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Journal of virology

Salmon Gill Poxvirus, the Deepest Representative of the Chordopoxvirinae.


PMID 26136578

Abstract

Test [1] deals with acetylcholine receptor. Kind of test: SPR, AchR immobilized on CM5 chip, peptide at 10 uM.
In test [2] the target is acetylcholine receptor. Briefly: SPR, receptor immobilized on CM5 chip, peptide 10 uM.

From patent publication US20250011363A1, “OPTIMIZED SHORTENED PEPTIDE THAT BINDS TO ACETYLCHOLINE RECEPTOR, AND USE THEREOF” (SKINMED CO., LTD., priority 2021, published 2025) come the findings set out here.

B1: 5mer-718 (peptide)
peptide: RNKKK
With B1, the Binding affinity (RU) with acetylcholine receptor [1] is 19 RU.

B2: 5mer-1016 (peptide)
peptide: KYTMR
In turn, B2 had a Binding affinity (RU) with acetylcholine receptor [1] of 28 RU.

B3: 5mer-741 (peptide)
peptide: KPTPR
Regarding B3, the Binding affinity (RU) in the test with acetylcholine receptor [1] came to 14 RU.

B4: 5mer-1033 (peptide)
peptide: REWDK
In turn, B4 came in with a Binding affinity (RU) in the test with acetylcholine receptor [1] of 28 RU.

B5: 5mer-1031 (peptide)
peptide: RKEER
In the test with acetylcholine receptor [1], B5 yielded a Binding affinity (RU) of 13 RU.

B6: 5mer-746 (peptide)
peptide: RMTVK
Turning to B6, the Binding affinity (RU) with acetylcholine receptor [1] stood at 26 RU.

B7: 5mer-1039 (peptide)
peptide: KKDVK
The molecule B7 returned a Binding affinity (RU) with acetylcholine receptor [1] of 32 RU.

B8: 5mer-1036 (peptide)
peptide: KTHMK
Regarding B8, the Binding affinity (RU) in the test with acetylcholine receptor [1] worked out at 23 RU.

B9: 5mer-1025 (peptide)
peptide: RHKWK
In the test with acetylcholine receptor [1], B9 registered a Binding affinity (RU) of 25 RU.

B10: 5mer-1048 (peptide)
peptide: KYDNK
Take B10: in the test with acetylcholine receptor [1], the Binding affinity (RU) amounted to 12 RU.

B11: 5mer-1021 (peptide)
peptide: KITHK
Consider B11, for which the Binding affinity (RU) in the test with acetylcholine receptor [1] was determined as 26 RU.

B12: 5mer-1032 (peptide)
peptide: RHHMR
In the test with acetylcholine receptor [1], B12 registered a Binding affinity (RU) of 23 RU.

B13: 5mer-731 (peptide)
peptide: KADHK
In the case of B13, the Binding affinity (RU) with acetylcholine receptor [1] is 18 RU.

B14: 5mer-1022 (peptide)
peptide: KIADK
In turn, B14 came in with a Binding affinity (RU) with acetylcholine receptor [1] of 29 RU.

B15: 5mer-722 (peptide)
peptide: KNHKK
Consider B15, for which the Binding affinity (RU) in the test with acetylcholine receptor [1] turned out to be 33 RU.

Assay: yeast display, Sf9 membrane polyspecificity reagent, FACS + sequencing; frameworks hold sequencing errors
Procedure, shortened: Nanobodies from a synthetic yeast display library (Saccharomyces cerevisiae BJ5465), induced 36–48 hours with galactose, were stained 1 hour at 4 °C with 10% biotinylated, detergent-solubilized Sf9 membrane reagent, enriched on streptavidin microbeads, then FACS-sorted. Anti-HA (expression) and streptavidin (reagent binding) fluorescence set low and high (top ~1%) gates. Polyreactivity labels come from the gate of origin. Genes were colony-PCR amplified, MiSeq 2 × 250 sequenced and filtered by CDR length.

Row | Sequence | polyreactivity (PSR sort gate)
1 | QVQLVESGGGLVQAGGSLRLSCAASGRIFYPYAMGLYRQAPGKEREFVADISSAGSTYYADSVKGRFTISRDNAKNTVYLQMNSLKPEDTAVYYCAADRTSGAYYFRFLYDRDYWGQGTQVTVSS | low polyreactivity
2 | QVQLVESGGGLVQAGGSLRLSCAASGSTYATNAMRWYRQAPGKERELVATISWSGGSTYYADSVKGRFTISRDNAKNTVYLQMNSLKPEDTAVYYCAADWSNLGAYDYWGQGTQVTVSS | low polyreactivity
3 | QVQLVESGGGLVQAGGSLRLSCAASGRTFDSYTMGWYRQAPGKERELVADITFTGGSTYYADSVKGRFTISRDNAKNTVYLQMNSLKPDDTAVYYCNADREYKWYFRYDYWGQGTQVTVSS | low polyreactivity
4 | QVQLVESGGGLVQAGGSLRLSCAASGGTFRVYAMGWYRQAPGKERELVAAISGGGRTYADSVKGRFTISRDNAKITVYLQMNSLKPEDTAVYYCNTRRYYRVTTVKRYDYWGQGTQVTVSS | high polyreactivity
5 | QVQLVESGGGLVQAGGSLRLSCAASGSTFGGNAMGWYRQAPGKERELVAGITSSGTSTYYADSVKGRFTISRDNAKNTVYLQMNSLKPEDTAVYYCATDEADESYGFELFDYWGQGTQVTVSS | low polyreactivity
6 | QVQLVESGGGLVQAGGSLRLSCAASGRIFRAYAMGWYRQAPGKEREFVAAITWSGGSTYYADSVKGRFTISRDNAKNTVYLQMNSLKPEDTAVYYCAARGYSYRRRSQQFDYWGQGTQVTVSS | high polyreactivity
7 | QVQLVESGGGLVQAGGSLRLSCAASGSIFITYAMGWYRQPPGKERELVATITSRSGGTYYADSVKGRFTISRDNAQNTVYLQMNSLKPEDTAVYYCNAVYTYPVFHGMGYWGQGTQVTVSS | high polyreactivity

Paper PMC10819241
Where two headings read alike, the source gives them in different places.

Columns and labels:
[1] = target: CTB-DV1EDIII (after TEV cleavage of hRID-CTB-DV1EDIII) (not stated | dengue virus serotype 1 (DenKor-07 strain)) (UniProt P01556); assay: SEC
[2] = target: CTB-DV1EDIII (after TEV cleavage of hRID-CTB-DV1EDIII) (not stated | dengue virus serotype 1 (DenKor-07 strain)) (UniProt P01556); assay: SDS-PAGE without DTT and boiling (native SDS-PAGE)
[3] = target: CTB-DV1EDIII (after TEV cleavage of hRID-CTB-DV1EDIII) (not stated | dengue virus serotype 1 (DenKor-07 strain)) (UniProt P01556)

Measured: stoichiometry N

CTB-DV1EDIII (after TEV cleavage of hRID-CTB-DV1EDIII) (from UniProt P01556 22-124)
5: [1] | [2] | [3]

Poxviruses are large DNA viruses of vertebrates and insects causing disease in many animal species, including reptiles, birds, and mammals. Although poxvirus-like particles were detected in diseased farmed koi carp, ayu, and Atlantic salmon, their genetic relationships to poxviruses were not established. Here, we provide the first genome sequence of a fish poxvirus, which was isolated from farmed Atlantic salmon. In the present study, we used quantitative PCR and immunohistochemistry to determine aspects of salmon gill poxvirus disease, which are described here. The gill was the main target organ where immature and mature poxvirus particles were detected. The particles were detected in detaching, apoptotic respiratory epithelial cells preceding clinical disease in the form of lethargy, respiratory distress, and mortality. In moribund salmon, blocking of gas exchange would likely be caused by the adherence of respiratory lamellae and epithelial proliferation obstructing respiratory surfaces. The virus was not found in healthy salmon or in control fish with gill disease without apoptotic cells, although transmission remains to be demonstrated. PCR of archival tissue confirmed virus infection in 14 cases with gill apoptosis in Norway starting from 1995. Phylogenomic analyses showed that the fish poxvirus is the deepest available branch of chordopoxviruses. The virus genome encompasses most key chordopoxvirus genes that are required for genome replication and expression, although the gene order is substantially different from that in other chordopoxviruses. Nevertheless, many highly conserved chordopoxvirus genes involved in viral membrane biogenesis or virus-host interactions are missing. Instead, the salmon poxvirus carries numerous genes encoding unknown proteins, many of which have low sequence complexity and contain simple repeats suggestive of intrinsic disorder or distinct protein structures. Aquaculture is an increasingly important global source of high-quality food. To sustain the growth in aquaculture, disease control in fish farming is essential. Moreover, the spread of disease from farmed fish to wildlife is a concern. Serious poxviral diseases are emerging in aquaculture, but very little is known about the viruses and the diseases that they cause. There is a possibility that viruses with enhanced virulence may spread to new species, as has occurred with the myxoma poxvirus in rabbits. Provision of the first fish poxvirus genome sequence and specific diagnostics for the salmon gill poxvirus in Atlantic salmon may help curb this disease and provide comparative knowledge. Furthermore, because salmon gill poxvirus represents the deepest branch of chordopoxvirus so far discovered, the genome analysis provided substantial insight into the evolution of different functional modules in this important group of viruses.